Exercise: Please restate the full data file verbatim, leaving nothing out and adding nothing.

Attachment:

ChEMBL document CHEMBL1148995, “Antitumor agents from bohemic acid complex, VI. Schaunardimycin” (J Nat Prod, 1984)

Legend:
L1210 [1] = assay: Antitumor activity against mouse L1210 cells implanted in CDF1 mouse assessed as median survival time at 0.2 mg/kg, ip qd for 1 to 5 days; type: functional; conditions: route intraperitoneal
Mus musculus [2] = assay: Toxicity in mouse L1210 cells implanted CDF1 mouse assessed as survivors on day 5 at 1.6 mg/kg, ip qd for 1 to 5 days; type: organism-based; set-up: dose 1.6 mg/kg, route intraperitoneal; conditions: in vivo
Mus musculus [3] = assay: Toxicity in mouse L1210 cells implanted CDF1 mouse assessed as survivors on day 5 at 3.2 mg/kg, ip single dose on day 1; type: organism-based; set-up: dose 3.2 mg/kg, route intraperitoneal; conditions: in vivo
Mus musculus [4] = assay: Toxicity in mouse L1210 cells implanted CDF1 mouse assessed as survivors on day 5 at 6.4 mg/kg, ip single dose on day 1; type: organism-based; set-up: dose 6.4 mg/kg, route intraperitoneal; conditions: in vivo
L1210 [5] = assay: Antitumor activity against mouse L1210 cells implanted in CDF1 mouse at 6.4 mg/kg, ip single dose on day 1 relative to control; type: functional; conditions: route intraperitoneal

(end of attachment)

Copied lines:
ChEMBL document CHEMBL1148995, “Antitumor agents from bohemic acid complex, VI. Schaunardimycin” (J Nat Prod, 1984)

Legend:
L1210 [1] = assay: Antitumor activity against mouse L1210 cells implanted in CDF1 mouse assessed as median survival time at 0.2 mg/kg, ip qd for 1 to 5 days; type: functional; conditions: route intraperitoneal
Mus musculus [2] = assay: Toxicity in mouse L1210 cells implanted CDF1 mouse assessed as survivors on day 5 at 1.6 mg/kg, ip qd for 1 to 5 days; type: organism-based; set-up: dose 1.6 mg/kg, route intraperitoneal; conditions: in vivo
Mus musculus [3] = assay: Toxicity in mouse L1210 cells implanted CDF1 mouse assessed as survivors on day 5 at 3.2 mg/kg, ip single dose on day 1; type: organism-based; set-up: dose 3.2 mg/kg, route intraperitoneal; conditions: in vivo
Mus musculus [4] = assay: Toxicity in mouse L1210 cells implanted CDF1 mouse assessed as survivors on day 5 at 6.4 mg/kg, ip single dose on day 1; type: organism-based; set-up: dose 6.4 mg/kg, route intraperitoneal; conditions: in vivo
L1210 [5] = assay: Antitumor activity against mouse L1210 cells implanted in CDF1 mouse at 6.4 mg/kg, ip single dose on day 1 relative to control; type: functional; conditions: route intraperitoneal